Ten large fan zones in host cities are the center of concerns about a possible terrorist attack on the Euro 2016 football tournament which starts in France on Friday.
“It as if we have created 10 open-air Bataclans and invited the jihadists to do their worst,” one French security source told media.
The Bataclan concert hall was one of the targets of the three-pronged jihadist attack on the Paris area on November 13.
Ninety of the 130 people who died that day were killed by jihadists who fired automatic weapons into a crowd of rock concert-goers.
The organisers of Euros 2016 admit they considered scrapping the official zones where fans can mingle, watch games on giant screens and listen to pop concerts. They finally decided that the alternative was worse.
Jacques Lambert, Chairman of the Euro 2016 organising committee, said: “Everyone asked themeselves the question.
“After examining the pros and cons, the host cities, the government and the organising committee all decided the same thing. It was better to host the fans in a secure area rather than let them wander about all over the place. The fan-zones will have exactly the same security as the match venues.”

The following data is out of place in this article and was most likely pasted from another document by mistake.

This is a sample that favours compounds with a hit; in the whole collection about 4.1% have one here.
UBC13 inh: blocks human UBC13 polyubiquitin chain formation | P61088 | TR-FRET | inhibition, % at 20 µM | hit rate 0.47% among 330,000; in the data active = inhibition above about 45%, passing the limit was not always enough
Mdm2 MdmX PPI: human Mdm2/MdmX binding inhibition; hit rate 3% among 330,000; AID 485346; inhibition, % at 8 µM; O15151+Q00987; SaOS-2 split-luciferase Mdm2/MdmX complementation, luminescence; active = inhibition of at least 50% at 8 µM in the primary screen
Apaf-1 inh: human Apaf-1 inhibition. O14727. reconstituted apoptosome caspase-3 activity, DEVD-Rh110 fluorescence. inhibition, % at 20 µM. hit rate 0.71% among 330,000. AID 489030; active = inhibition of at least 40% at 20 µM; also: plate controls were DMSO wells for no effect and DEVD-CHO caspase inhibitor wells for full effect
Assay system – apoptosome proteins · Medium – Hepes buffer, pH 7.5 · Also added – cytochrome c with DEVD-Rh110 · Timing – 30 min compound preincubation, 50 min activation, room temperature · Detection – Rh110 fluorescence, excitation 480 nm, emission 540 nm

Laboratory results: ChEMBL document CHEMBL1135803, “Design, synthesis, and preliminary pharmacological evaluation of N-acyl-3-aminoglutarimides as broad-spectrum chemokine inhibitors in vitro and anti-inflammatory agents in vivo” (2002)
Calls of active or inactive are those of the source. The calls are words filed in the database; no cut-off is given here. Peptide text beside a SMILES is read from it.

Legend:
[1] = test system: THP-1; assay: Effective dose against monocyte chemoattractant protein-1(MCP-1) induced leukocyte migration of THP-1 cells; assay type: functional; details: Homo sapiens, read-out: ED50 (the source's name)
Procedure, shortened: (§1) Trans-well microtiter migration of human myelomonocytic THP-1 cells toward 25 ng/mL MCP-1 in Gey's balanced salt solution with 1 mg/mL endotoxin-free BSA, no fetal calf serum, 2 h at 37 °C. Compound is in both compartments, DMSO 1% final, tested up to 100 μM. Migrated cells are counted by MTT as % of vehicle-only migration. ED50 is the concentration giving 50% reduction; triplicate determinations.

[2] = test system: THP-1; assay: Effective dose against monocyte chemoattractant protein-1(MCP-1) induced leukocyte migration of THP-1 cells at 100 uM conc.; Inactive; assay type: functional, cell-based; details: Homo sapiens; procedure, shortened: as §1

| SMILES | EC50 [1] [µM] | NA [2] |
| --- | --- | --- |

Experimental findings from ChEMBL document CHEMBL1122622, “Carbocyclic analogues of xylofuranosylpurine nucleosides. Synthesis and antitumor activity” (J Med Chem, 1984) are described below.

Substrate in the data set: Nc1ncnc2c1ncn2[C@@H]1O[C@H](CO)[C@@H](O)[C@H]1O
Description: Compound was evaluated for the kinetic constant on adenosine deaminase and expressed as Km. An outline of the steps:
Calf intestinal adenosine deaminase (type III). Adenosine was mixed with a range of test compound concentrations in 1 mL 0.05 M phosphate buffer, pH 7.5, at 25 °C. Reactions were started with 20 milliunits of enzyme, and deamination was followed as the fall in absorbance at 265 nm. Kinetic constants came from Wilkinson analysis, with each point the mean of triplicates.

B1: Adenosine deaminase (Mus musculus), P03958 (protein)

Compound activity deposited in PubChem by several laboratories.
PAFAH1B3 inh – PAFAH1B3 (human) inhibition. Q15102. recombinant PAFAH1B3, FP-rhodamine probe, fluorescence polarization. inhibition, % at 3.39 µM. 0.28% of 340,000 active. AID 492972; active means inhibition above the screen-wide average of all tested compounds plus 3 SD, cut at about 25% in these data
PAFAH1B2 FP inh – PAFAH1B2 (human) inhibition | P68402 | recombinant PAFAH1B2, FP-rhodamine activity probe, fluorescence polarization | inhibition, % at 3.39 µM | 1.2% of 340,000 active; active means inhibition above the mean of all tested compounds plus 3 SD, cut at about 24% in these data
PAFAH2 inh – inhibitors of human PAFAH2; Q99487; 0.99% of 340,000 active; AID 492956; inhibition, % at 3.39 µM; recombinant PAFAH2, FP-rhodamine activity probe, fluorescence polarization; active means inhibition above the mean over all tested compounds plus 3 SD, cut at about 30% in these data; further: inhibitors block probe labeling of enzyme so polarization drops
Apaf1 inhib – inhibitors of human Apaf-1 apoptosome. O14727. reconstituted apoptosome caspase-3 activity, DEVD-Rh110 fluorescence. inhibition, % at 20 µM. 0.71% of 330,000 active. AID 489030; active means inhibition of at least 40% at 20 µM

Over the next month, 80,000 police and soldiers and 12,000 private security guards will be deployed to protect matches and the “fan-zones” from any repetition of the November Paris attacks.
In recent days, there have been 30 elaborate simulations by police and volunteers of terrorist assaults on stadia and fan zones. Simulations have included suicide bombings and random gun attacks on crowds.
The US and British governments and the French president François Hollande have all warned in the last fortnight that Euro 2016 is a tempting, potential target for Isis or other jihadist groups.
French security officials insist that intelligence has revealed no specific threat and has not picked up the trail of any terrorist group targeting the tournament.
All the same, with 2,500,000 ticket-carrying foreign fans certain to visit |France over the next month – and many more expected to travel without tickets – French authorities are on the highest possible alert.
“Even 100 per cent precaution cannot mean zero per cent risk,” said the interior minister, Bernard Cazeneuve.